“Other than that, I try to just get as much rest as I can,” Collins says.
After a recent night game kept his players on campus until around midnight, Baron asked Collins as he was finally departing how he would be able to do the next day’s work on such a short turnaround. The player gave the coach his traditional positive approach and said he would pull it off.
“The next day I see him and say how do you feel?” says Baron.
“I feel like crap,” Collins replied.
According to Baron, that late night still didn’t impact Collins’s normal high-energy performance at the next day’s practice.
“I always say there are two kinds of players,” begins Baron. “Those who do what they can and those who do what it takes. Justin does what it takes on and off the court. Making it happen and finding a way to do so is the DIII work ethic.” It is something he believes most college basketball fans are aware of.
“I don’t think the average fan really understands the difference between DI and DIII,” declares Baron. “The budgets are different. What the players have to do to be student athletes is a lot different than it is for a player at a school like Duke. Our players want to win just as much as those players at Duke, they just go about it in different ways.”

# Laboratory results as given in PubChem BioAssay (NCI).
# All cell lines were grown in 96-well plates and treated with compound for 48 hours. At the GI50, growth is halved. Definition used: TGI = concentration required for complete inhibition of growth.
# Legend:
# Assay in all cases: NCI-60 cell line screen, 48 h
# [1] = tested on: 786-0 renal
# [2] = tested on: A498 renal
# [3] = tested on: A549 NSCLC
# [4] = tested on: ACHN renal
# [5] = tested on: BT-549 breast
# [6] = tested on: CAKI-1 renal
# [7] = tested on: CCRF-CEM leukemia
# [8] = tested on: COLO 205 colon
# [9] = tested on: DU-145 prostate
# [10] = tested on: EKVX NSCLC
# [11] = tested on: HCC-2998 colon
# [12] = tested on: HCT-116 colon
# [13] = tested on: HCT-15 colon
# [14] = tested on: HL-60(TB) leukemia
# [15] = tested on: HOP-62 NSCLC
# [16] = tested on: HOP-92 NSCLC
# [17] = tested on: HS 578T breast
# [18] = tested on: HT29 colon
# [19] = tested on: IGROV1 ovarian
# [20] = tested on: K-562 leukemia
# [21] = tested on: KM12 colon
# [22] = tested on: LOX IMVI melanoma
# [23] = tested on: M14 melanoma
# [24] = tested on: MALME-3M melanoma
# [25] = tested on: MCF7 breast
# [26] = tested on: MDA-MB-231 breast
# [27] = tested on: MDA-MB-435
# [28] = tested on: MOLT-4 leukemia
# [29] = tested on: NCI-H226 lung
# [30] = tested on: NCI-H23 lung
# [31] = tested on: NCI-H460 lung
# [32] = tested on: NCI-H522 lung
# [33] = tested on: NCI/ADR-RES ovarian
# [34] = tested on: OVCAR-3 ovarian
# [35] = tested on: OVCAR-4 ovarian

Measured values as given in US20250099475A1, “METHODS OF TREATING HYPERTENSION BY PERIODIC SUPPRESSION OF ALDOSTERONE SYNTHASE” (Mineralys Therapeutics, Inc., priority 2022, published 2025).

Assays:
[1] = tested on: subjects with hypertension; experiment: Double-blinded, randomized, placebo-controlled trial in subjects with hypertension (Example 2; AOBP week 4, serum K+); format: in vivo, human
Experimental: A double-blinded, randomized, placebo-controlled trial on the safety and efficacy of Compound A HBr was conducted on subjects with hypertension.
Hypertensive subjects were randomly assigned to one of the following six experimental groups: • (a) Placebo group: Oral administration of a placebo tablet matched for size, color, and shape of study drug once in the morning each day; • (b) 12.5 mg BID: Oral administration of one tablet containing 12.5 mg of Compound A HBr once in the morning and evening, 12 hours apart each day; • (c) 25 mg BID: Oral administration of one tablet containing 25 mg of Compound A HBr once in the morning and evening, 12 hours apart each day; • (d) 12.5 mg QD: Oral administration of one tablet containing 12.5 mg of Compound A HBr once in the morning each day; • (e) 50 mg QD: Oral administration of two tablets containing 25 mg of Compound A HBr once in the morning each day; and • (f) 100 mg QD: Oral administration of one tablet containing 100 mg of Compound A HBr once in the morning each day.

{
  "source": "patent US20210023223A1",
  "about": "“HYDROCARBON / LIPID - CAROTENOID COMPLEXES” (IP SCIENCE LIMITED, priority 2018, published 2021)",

As head coach, Baron is the only full-time school employee on the basketball staff as his assistant coaches work in a part-time capacity. Besides running the program, he is in charge of fundraising, primarily to help all his players get meals on the road. He is also the one scheduling travel and outsourcing strength coaches to work with the players.
If he were at Duke, Baron would have a director of basketball operations and graduate assistants. If Collins were a Blue Devil, his job might just be playing college basketball. Like a number of players at the DIII level, another job is required just to make ends meet.
Collins isn’t the only Griffin putting in hours off the court. 6-5 grad student Donaven Spencer totals around 35 hours per week working for FedEx and Wawa, a popular Philadelphia-based gas and convenience store franchise. Spencer aims to make his schedule pay off in the near future.